Chilean avocado industry looks to validate health claims

09/15/2010 01:26:19 PM
Jim Offner

The hass avocado industry is hoping science becomes an ally in its quest to sell avocados as a superfood.

The industry already proclaims its product can cut cholesterol with the monounsaturated fat oleic acid. It touts the fruit’s power to fight hypertension through its potassium content. It also claims avocados’ folate is good for healthy hearts.

Now, the board is getting set to launch an extensive three-pronged research initiative that will document those claims scientifically.

“We have developed a nutritional research strategy that’s a long-term investment for the board,” said Jose Luis Obregon, the Irvine, Calif.-based board’s managing director. “It’s one of our main objectives to develop research trials and human clinical trials at various universities.”

“We know hass avocados are healthy. We know with the science behind us, we’ll be able to develop sound nutritional messages that will provide tools for our marketing teams to do their job. Who better than the hass board to do this to benefit the whole industry?”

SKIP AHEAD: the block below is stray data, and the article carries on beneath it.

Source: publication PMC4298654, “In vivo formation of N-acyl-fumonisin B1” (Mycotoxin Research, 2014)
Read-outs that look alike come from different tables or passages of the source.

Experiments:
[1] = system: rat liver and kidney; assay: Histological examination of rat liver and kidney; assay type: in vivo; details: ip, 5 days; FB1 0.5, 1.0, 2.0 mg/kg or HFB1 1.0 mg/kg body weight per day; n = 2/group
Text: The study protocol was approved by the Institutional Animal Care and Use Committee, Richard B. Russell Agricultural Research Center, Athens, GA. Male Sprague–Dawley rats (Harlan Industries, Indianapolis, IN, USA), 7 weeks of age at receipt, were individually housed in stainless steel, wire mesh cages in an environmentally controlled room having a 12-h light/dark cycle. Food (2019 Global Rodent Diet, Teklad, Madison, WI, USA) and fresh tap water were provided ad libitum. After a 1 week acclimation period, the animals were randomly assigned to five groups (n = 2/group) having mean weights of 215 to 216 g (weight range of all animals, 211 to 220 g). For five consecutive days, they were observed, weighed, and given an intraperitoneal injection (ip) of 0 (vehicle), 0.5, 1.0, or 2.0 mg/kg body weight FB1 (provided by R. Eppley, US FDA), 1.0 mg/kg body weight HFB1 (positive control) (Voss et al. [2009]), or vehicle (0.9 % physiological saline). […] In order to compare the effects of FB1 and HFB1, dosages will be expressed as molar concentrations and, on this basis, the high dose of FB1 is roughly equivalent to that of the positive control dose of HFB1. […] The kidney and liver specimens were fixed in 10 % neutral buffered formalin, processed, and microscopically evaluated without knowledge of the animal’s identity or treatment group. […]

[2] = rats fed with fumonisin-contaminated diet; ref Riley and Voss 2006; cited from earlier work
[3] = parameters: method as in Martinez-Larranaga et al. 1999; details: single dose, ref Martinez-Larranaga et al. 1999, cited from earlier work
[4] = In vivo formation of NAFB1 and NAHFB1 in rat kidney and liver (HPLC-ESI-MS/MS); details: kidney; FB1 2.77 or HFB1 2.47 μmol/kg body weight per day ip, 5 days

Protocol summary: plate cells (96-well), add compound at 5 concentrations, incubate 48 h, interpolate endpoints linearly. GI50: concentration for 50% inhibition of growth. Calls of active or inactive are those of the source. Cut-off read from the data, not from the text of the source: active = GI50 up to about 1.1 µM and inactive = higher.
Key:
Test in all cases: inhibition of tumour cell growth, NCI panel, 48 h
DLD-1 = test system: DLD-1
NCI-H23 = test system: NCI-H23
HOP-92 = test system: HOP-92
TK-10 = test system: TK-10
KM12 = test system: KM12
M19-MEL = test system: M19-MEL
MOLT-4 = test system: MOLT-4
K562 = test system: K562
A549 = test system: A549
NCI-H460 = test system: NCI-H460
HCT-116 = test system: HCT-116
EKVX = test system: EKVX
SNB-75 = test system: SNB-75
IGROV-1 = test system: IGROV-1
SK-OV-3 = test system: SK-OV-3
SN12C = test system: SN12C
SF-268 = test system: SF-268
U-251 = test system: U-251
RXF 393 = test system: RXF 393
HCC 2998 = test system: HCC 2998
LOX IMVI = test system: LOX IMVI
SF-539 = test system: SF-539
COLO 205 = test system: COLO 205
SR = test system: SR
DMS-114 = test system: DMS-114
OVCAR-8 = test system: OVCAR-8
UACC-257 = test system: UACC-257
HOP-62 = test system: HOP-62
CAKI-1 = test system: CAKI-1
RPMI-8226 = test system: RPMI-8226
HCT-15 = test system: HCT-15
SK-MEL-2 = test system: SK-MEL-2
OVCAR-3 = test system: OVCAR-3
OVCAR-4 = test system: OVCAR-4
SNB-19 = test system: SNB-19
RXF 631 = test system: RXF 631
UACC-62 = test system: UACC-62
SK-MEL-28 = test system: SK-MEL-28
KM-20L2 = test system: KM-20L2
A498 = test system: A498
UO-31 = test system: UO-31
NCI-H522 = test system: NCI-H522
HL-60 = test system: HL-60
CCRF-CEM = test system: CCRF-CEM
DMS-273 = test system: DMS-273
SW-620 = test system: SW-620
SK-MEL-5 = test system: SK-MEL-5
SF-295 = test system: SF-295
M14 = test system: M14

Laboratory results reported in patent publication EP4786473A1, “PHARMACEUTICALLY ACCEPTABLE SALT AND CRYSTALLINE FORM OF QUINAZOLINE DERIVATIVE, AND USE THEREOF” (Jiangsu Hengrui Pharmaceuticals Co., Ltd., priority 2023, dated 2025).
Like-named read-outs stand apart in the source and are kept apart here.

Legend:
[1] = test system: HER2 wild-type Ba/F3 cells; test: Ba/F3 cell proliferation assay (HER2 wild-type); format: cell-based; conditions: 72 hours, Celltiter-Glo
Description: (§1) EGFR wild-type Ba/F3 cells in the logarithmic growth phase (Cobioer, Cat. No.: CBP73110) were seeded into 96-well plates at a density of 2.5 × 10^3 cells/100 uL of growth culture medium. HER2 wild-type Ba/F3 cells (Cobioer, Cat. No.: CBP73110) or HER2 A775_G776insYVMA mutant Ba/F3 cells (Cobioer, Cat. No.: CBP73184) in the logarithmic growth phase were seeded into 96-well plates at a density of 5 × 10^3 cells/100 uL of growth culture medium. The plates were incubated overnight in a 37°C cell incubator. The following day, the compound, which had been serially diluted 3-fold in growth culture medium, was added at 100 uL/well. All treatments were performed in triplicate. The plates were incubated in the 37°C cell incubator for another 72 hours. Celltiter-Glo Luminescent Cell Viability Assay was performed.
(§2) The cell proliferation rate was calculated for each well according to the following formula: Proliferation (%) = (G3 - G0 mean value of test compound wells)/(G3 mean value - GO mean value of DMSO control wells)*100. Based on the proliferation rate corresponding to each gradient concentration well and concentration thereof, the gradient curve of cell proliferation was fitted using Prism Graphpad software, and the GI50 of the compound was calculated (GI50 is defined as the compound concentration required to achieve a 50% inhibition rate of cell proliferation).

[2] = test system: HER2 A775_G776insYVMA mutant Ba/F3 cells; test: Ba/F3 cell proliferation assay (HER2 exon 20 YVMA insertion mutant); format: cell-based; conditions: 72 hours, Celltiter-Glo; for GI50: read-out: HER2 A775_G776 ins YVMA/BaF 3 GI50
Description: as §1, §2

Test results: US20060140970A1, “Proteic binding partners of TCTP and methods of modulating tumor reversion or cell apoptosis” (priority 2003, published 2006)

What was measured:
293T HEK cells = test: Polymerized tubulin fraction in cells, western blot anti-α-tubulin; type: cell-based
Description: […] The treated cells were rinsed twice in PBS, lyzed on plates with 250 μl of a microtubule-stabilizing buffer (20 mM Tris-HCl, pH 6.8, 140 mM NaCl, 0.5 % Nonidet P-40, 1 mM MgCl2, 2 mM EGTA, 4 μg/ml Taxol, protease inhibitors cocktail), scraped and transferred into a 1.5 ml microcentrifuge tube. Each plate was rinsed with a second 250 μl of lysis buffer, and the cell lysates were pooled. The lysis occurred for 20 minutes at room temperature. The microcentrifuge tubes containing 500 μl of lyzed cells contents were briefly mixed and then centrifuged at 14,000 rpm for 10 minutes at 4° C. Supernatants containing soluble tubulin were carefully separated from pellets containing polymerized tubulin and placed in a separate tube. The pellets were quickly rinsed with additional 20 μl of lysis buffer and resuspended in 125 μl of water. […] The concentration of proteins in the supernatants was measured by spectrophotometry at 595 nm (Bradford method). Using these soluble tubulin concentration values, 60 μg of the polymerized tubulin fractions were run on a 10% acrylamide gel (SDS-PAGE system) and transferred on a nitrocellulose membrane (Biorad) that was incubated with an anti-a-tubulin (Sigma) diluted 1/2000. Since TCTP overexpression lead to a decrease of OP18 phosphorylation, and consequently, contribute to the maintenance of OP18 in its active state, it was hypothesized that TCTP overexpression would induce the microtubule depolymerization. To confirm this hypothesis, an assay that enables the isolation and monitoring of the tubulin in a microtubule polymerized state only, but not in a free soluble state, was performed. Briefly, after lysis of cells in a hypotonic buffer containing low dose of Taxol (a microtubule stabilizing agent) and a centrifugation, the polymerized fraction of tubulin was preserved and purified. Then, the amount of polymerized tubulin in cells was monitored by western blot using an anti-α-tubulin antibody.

The board has developed three research avenues — Heart Health, Healthy Living and Weight Management — and is planning studies and clinical trials in all three areas, Obregon said.

The studies likely will take 18 to 24 months, he said.

Obregon said he was not ready yet to identify the universities involved in the studies.

“They’re very well-recognized experts in their field in U.S. universities,” he said. “It’s going to be very exciting.”

The results are certain to be a key promotional strategy, said Jim Donovan, vice president of global sourcing for Oxnard, Calif.-based Mission Produce Inc. and chairman of the Hass Avocado Board.

“We’ve obviously seen in other commodities studies on nutrition that are scientifically proven,” Donovan said. “Once you go through that and get those, it really does help potentially on growing the commodity.”

The industry has been looking for an opportunity to do something along those lines for years, Donovan said.

“Under this HAB umbrella, it’s allowing us to do this,” he said.

He also emphasized that such undertakings require some patience across the industry.

“These are long-term projects; these studies take a lot of time,” he said. “We have a nutrition committee that guides it and focuses in on certain areas and will continue to do so.”

But the ultimate payoff is official government recognition of the validity of findings, Donovan said.

“These are things people can relate to, and once you have a statement that you can use, a ‘qualified health statement,’ you really then have something that can get past FDA and you can then really start to drive it,” he said.


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